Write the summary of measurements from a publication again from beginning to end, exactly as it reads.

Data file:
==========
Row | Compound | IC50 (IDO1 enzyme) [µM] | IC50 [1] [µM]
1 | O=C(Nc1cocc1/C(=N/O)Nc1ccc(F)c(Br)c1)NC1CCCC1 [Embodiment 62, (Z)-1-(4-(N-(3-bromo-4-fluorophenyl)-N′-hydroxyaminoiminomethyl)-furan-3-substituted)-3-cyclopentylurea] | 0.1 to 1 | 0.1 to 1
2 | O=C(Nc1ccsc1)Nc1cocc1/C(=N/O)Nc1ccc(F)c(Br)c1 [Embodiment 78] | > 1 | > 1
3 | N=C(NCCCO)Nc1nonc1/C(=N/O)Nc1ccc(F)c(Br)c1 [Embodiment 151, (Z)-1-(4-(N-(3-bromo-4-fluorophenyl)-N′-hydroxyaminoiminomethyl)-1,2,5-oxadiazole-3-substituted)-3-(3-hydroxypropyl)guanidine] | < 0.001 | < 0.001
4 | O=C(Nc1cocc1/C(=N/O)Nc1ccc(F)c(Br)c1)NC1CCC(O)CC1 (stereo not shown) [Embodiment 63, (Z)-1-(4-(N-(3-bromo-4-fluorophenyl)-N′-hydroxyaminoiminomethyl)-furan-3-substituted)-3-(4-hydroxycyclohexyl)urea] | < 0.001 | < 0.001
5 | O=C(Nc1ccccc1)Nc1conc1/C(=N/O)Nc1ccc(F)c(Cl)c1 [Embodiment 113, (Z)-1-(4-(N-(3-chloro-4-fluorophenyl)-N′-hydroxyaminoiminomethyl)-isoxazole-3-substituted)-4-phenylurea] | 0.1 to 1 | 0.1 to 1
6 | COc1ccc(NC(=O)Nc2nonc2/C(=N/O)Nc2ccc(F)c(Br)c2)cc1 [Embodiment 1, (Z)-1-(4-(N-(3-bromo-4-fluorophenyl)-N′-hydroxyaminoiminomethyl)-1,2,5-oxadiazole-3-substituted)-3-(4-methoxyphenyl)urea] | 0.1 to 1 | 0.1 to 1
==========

Row | Compound | IC50 (IDO1 enzyme) [µM] | IC50 [1] [µM]
1 | O=C(Nc1cocc1/C(=N/O)Nc1ccc(F)c(Br)c1)NC1CCCC1 [Embodiment 62, (Z)-1-(4-(N-(3-bromo-4-fluorophenyl)-N′-hydroxyaminoiminomethyl)-furan-3-substituted)-3-cyclopentylurea] | 0.1 to 1 | 0.1 to 1
2 | O=C(Nc1ccsc1)Nc1cocc1/C(=N/O)Nc1ccc(F)c(Br)c1 [Embodiment 78] | > 1 | > 1
3 | N=C(NCCCO)Nc1nonc1/C(=N/O)Nc1ccc(F)c(Br)c1 [Embodiment 151, (Z)-1-(4-(N-(3-bromo-4-fluorophenyl)-N′-hydroxyaminoiminomethyl)-1,2,5-oxadiazole-3-substituted)-3-(3-hydroxypropyl)guanidine] | < 0.001 | < 0.001
4 | O=C(Nc1cocc1/C(=N/O)Nc1ccc(F)c(Br)c1)NC1CCC(O)CC1 (stereo not shown) [Embodiment 63, (Z)-1-(4-(N-(3-bromo-4-fluorophenyl)-N′-hydroxyaminoiminomethyl)-furan-3-substituted)-3-(4-hydroxycyclohexyl)urea] | < 0.001 | < 0.001
5 | O=C(Nc1ccccc1)Nc1conc1/C(=N/O)Nc1ccc(F)c(Cl)c1 [Embodiment 113, (Z)-1-(4-(N-(3-chloro-4-fluorophenyl)-N′-hydroxyaminoiminomethyl)-isoxazole-3-substituted)-4-phenylurea] | 0.1 to 1 | 0.1 to 1
6 | COc1ccc(NC(=O)Nc2nonc2/C(=N/O)Nc2ccc(F)c(Br)c2)cc1 [Embodiment 1, (Z)-1-(4-(N-(3-bromo-4-fluorophenyl)-N′-hydroxyaminoiminomethyl)-1,2,5-oxadiazole-3-substituted)-3-(4-methoxyphenyl)urea] | 0.1 to 1 | 0.1 to 1